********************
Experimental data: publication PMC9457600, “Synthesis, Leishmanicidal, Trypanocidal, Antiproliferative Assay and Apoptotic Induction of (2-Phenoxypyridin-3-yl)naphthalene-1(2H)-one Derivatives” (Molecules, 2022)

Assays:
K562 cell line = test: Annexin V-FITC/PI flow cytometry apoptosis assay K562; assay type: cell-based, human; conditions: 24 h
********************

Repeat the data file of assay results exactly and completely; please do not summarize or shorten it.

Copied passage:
Experimental data: publication PMC9457600, “Synthesis, Leishmanicidal, Trypanocidal, Antiproliferative Assay and Apoptotic Induction of (2-Phenoxypyridin-3-yl)naphthalene-1(2H)-one Derivatives” (Molecules, 2022)

Assays:
K562 cell line = test: Annexin V-FITC/PI flow cytometry apoptosis assay K562; assay type: cell-based, human; conditions: 24 h